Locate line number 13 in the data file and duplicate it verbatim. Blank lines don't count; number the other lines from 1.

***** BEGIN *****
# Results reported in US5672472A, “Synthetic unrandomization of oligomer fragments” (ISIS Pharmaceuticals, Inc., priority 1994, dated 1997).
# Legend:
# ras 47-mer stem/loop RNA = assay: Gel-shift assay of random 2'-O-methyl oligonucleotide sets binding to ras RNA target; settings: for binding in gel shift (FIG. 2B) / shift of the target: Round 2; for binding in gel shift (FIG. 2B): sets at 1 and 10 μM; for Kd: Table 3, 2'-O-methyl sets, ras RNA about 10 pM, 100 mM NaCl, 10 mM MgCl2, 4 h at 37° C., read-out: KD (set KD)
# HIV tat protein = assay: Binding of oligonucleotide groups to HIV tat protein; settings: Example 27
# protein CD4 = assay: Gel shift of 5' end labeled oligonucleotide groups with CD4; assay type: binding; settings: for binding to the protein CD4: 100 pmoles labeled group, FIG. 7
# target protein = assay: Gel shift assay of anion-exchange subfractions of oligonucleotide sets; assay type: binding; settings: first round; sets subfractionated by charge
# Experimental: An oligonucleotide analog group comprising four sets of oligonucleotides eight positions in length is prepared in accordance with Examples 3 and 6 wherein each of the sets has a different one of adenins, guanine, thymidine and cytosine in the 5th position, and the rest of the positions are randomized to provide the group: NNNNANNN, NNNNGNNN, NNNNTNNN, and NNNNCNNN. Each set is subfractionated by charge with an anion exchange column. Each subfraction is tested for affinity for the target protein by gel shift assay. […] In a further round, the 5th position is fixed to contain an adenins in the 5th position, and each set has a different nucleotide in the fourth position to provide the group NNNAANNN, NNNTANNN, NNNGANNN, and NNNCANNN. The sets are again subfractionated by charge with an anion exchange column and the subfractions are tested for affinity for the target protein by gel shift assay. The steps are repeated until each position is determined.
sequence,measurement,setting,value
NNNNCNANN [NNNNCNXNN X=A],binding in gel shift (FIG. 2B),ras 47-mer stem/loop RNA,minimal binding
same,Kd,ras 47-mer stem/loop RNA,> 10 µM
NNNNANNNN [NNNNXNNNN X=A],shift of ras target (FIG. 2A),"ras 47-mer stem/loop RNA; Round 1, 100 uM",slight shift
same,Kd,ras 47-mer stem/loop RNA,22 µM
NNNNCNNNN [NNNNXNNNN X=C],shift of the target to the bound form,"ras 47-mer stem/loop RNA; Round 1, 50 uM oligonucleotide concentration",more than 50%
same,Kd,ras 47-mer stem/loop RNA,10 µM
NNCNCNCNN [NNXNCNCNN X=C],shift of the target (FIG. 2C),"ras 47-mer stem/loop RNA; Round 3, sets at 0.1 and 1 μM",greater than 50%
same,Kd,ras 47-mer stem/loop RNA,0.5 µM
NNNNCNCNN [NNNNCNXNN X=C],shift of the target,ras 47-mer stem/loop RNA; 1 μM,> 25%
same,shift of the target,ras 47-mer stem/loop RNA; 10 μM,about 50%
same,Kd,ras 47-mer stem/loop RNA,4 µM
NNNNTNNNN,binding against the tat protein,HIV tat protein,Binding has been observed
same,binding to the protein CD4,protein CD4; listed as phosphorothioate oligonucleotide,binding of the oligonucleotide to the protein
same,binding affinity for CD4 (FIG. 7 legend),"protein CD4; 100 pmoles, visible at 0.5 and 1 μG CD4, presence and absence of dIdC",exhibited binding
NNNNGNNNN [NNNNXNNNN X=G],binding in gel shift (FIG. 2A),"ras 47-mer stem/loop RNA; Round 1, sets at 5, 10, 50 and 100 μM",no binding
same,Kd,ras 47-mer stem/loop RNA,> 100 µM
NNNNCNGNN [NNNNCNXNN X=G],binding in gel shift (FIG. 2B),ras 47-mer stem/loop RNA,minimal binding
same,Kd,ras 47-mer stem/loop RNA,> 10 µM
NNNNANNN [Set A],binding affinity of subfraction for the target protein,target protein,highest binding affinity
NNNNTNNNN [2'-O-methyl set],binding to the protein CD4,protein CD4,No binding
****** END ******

NNNNCNNNN [NNNNXNNNN X=C],shift of the target to the bound form,"ras 47-mer stem/loop RNA; Round 1, 50 uM oligonucleotide concentration",more than 50%